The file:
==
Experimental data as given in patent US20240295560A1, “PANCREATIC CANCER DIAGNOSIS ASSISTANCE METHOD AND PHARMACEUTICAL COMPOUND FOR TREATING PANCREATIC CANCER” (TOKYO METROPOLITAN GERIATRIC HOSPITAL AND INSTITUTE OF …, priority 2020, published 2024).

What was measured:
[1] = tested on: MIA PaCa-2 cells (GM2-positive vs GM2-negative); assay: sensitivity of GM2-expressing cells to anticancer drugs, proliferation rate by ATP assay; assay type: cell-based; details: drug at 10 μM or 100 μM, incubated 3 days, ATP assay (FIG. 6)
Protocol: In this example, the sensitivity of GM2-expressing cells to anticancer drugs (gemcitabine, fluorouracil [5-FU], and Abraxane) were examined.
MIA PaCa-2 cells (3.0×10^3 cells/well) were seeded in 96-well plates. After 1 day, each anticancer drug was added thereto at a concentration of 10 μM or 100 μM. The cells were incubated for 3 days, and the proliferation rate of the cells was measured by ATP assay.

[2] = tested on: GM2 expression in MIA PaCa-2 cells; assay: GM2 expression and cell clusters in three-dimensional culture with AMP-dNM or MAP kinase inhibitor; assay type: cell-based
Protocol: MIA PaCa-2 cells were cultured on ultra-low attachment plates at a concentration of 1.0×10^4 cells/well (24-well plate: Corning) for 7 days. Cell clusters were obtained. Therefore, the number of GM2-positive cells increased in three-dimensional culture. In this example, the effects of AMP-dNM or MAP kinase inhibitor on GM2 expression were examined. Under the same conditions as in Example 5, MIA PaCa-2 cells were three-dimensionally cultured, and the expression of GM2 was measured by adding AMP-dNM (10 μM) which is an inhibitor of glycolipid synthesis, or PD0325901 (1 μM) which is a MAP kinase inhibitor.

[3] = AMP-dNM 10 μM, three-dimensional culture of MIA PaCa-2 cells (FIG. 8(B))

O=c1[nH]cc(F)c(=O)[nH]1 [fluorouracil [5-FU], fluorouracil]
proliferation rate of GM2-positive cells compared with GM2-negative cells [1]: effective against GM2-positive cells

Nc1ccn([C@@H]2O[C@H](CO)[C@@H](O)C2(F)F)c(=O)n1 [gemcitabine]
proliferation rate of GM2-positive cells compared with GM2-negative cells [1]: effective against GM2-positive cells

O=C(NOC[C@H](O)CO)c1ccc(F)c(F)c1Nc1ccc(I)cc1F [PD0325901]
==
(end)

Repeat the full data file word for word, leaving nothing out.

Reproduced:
Experimental data as given in patent US20240295560A1, “PANCREATIC CANCER DIAGNOSIS ASSISTANCE METHOD AND PHARMACEUTICAL COMPOUND FOR TREATING PANCREATIC CANCER” (TOKYO METROPOLITAN GERIATRIC HOSPITAL AND INSTITUTE OF …, priority 2020, published 2024).

What was measured:
[1] = tested on: MIA PaCa-2 cells (GM2-positive vs GM2-negative); assay: sensitivity of GM2-expressing cells to anticancer drugs, proliferation rate by ATP assay; assay type: cell-based; details: drug at 10 μM or 100 μM, incubated 3 days, ATP assay (FIG. 6)
Protocol: In this example, the sensitivity of GM2-expressing cells to anticancer drugs (gemcitabine, fluorouracil [5-FU], and Abraxane) were examined.
MIA PaCa-2 cells (3.0×10^3 cells/well) were seeded in 96-well plates. After 1 day, each anticancer drug was added thereto at a concentration of 10 μM or 100 μM. The cells were incubated for 3 days, and the proliferation rate of the cells was measured by ATP assay.

[2] = tested on: GM2 expression in MIA PaCa-2 cells; assay: GM2 expression and cell clusters in three-dimensional culture with AMP-dNM or MAP kinase inhibitor; assay type: cell-based
Protocol: MIA PaCa-2 cells were cultured on ultra-low attachment plates at a concentration of 1.0×10^4 cells/well (24-well plate: Corning) for 7 days. Cell clusters were obtained. Therefore, the number of GM2-positive cells increased in three-dimensional culture. In this example, the effects of AMP-dNM or MAP kinase inhibitor on GM2 expression were examined. Under the same conditions as in Example 5, MIA PaCa-2 cells were three-dimensionally cultured, and the expression of GM2 was measured by adding AMP-dNM (10 μM) which is an inhibitor of glycolipid synthesis, or PD0325901 (1 μM) which is a MAP kinase inhibitor.

[3] = AMP-dNM 10 μM, three-dimensional culture of MIA PaCa-2 cells (FIG. 8(B))

O=c1[nH]cc(F)c(=O)[nH]1 [fluorouracil [5-FU], fluorouracil]
proliferation rate of GM2-positive cells compared with GM2-negative cells [1]: effective against GM2-positive cells

Nc1ccn([C@@H]2O[C@H](CO)[C@@H](O)C2(F)F)c(=O)n1 [gemcitabine]
proliferation rate of GM2-positive cells compared with GM2-negative cells [1]: effective against GM2-positive cells

O=C(NOC[C@H](O)CO)c1ccc(F)c(F)c1Nc1ccc(I)cc1F [PD0325901]